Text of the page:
The Red Branch Knights had a passion for building great duns or forts, many of which remain to this day, and excite the wonder and awe of visitors. Besides Emain itself, there is the majestic fort of Dun-Dalgan, Cuculainn's residence, a mile west of the present town of Dundalk. This dun consists of a high mound surrounded by an earthen rampart and trench, all of an immense size, even in their ruined state; but it has lost its old name, and is now called the Moat of Castletown, while the original name Dundalgan, slightly altered, has been transferred to Dundalk. Another of these Red Branch Knights' residences stands beside Downpatrick: viz. the great fort anciently called (among other names) Dun-Keltair, or Rath-Keltair, where lived the hero, Keltar of the Battles. It consists of a huge embankment of earth, nearly circular, with the usual deep trench outside it, enclosing a great mound, all covering a space of about ten acres.
FIG. 7. Dun-Dalgan, Cuculainn's stronghold and residence, as it appeared, and as it was drawn, in 1758, by Thomas Wright, from whose book "Louthiana," it has been copied. Height of mound about 50 feet. The fort and ramparts are now covered with trees, and there is a modern house on top, so that it is hard to obtain a view of the general shape.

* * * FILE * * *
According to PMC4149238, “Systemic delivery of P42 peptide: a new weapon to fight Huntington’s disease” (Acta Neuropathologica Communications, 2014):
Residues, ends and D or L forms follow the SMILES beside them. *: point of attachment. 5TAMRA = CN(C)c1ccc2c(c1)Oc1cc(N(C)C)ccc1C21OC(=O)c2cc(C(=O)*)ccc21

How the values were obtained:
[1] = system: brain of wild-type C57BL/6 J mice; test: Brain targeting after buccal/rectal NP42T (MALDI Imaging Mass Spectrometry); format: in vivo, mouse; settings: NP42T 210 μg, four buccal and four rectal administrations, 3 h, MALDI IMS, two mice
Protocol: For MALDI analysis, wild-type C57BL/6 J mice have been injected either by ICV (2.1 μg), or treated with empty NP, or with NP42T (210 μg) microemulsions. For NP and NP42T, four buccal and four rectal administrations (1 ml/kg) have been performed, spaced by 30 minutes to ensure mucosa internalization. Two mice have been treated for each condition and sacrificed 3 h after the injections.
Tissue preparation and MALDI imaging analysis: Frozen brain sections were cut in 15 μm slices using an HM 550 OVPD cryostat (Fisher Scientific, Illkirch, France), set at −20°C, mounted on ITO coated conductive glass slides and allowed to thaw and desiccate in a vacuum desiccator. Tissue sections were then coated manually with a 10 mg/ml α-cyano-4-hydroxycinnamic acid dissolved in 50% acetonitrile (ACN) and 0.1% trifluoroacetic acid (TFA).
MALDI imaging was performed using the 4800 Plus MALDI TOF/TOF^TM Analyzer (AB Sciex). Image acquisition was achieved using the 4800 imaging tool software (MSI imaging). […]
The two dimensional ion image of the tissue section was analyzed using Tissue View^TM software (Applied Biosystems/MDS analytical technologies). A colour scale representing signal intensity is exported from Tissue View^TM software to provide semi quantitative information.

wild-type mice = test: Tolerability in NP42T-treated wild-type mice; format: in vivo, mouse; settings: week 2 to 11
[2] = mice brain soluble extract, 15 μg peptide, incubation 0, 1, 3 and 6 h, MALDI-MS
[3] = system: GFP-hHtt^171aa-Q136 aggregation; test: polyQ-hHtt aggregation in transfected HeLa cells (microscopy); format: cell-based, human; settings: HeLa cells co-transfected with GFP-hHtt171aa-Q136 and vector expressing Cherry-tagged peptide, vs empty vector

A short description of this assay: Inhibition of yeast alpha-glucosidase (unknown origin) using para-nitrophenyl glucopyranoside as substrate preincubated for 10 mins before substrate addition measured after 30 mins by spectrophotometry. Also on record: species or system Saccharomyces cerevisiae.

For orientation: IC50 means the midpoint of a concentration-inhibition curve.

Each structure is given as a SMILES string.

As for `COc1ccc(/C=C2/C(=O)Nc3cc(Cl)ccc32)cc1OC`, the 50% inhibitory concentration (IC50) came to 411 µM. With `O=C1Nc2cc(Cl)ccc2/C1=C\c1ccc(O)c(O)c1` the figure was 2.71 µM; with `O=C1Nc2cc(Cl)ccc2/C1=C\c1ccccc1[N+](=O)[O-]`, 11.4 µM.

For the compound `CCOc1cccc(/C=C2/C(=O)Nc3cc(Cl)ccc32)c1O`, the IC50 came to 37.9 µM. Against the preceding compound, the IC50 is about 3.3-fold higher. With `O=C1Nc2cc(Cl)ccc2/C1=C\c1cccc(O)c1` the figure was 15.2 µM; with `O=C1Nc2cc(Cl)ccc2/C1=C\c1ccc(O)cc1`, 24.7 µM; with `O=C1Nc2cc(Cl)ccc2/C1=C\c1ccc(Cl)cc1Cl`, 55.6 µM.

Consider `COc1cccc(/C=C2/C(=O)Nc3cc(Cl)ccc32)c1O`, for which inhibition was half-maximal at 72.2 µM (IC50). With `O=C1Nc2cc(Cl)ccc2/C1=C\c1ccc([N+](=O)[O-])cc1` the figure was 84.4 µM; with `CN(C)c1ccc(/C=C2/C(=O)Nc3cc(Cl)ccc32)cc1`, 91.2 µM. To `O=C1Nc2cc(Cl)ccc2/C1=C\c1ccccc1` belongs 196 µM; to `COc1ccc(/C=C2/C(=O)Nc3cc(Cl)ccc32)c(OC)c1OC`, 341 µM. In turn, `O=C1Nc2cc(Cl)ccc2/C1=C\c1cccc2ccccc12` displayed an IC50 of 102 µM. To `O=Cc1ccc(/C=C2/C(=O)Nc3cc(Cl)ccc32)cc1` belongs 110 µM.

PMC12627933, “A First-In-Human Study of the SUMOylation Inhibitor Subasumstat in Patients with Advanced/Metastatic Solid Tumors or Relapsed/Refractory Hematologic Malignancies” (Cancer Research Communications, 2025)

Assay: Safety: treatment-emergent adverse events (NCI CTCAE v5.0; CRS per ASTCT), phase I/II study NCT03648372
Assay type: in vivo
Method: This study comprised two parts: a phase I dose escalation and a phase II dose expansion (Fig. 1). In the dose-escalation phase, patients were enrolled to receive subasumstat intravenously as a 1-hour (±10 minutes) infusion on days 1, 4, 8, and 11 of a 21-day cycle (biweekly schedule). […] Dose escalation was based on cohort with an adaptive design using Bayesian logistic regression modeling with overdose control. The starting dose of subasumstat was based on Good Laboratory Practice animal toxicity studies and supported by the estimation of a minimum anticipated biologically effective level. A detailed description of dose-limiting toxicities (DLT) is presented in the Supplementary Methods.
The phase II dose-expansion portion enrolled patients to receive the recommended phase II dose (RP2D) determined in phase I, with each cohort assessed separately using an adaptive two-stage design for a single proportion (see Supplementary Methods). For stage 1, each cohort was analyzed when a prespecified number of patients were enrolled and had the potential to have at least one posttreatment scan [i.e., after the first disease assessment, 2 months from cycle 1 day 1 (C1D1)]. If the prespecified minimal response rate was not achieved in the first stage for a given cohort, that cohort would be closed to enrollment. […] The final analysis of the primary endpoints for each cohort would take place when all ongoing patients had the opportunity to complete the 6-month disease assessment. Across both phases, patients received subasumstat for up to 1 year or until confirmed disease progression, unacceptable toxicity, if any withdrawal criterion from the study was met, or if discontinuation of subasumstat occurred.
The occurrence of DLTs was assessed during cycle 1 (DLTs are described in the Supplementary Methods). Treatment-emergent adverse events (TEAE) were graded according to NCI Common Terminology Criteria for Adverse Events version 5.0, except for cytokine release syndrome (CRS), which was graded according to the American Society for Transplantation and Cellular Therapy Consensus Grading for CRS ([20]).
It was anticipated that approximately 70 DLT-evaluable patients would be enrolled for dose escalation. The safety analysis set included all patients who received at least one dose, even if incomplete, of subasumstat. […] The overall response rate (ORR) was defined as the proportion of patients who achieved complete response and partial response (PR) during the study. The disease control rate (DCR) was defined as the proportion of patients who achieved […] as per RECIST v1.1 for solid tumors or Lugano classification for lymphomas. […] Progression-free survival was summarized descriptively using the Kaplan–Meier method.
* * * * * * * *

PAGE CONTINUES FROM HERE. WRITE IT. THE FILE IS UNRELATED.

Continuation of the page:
Still another, which figures much in the old romances under its ancient name Dun-da-benn—but now called Mountsandall—crowns the high bank over the Cutts waterfall on the Bann, near Coleraine. Four miles west of this is a similar fortress, now known by the name of the "Giant's Sconce," which is the ancient Dun Cethern [Doon-Kehern], so called front "Cethern of the Brilliant Deeds," a famous Red Branch Knight. John de Courcy's original Castle of Dundrum, in Down, was built on the site of one of the most formidable of all—Dun-Rury—the immense earthworks of which still remain round the present castle, at the base of the rock, though the original dun-mound on the top was levelled by the castle-builders.